Catholic Church officials in Kerala, an area in southwestern India, report that there was attempted burglary at St Antony’s Monastery in the town of Aluva on September 29. It is feared that the culprits may be Satanists seeking to defile the Eucharist for use in secret rituals known as the Black Mass. The New Indian Express newspaper reported that the tabernacle at the church, which is used for keeping the Eucharist under the form of bread, was desecrated. This is not the first time that such a desecration has been reported in Kerala. In September 2010, it was reported that at the church of St Francis of Assisi, at Vellappally in Alappuzha, the tabernacle was violated and the Eucharist stolen by Satanists.
Bishop Stephen Athipozhiyil of Alappuzha has issued a pastoral letter asking Christians to be vigilant about the activities of Satanists and practitioners of the Black Mass. The desecration of the Eucharist under the form of bread is reportedly an important aspect of Black Masses. Father Malachi Martin, a Catholic priest from Ireland who spent much of his life in the United States, described in several books how Satanists abuse the Sacrament for their nefarious purposes. In India, the Black Mass is a parody of the Holy Mass or Divine Liturgy as celebrated by Catholic and Orthodox Christians. However, it has reportedly turned into the desecration of anything considered to be divine by other religions, including Hinduism and Islam.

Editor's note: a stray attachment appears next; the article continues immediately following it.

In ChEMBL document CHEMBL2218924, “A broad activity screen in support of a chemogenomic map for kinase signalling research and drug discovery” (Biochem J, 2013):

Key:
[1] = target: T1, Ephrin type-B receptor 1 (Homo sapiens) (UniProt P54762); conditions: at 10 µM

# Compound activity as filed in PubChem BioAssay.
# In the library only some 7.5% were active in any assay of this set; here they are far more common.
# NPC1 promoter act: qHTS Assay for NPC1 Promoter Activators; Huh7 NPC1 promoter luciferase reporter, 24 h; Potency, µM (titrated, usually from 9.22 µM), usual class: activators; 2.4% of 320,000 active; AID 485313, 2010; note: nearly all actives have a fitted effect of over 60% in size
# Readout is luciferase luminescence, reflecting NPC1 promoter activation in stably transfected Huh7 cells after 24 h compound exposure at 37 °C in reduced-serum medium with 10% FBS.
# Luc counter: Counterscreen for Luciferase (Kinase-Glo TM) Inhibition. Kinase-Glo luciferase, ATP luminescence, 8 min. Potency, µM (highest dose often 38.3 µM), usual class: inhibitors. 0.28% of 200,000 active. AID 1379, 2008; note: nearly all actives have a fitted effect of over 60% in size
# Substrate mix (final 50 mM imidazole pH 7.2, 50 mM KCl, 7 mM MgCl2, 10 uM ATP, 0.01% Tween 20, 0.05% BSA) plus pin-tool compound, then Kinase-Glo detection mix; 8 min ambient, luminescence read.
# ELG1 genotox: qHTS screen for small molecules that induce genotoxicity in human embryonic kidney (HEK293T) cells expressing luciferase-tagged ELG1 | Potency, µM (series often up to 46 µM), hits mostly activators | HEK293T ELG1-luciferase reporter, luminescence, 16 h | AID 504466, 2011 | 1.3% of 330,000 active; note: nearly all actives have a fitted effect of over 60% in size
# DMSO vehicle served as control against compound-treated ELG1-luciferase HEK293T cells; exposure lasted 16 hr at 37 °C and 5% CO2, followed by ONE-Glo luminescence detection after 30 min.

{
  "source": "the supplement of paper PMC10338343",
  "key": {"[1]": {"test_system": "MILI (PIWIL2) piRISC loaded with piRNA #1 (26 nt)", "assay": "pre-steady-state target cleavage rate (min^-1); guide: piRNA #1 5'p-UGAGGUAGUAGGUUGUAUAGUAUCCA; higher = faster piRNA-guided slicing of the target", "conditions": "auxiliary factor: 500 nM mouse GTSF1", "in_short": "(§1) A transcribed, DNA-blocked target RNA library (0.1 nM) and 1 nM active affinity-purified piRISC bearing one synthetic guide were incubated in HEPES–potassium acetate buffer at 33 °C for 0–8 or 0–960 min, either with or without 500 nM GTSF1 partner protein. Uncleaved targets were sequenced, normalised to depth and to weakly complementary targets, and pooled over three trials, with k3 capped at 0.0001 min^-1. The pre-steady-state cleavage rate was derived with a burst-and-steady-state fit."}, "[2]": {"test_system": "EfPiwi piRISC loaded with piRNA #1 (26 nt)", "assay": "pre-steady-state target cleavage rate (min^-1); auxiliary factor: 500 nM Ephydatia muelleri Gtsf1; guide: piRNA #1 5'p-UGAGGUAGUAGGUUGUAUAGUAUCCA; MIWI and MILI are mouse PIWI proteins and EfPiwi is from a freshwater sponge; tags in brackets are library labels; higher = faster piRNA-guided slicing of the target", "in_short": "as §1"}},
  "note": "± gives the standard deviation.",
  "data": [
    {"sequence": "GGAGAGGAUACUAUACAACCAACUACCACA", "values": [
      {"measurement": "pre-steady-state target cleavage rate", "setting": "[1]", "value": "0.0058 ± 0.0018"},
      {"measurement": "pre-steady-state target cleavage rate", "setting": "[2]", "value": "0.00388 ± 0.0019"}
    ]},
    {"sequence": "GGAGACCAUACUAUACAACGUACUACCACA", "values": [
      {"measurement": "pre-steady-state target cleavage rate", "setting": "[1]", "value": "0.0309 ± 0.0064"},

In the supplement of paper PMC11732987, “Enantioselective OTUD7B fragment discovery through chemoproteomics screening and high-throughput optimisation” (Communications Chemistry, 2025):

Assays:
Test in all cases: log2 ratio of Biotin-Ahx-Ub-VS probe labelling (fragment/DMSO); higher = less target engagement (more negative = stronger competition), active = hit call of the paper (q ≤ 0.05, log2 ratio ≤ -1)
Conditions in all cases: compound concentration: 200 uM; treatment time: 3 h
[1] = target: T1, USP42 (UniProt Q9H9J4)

In the Archdiocese of Verapoly, the Eucharist is no longer given to communicants in the hand at St James Church in Cheranallore, where it was found that the Holy Communion was not consumed immediately but instead taken elsewhere for unknown purposes.
According to local reports, Christians have expressed their concerns about the incident at Aluva. “We strongly suspect the involvement of an evil group. It may be noted that the offering box in the church remains untouched. The common laity has no use of ‘Consecrated Host’ or the communion bread. Only those who practice Black Mass need it. There were reports that certain groups were active in giving Hosts for cash,” said Jose Vithayathil, secretary of the laity commission in Kerala.
Police in Aluva, however,maintain that the incident at the church is just another case of attempted theft. “We could not trace any link that leads to Black Mass,” said a police spokesman.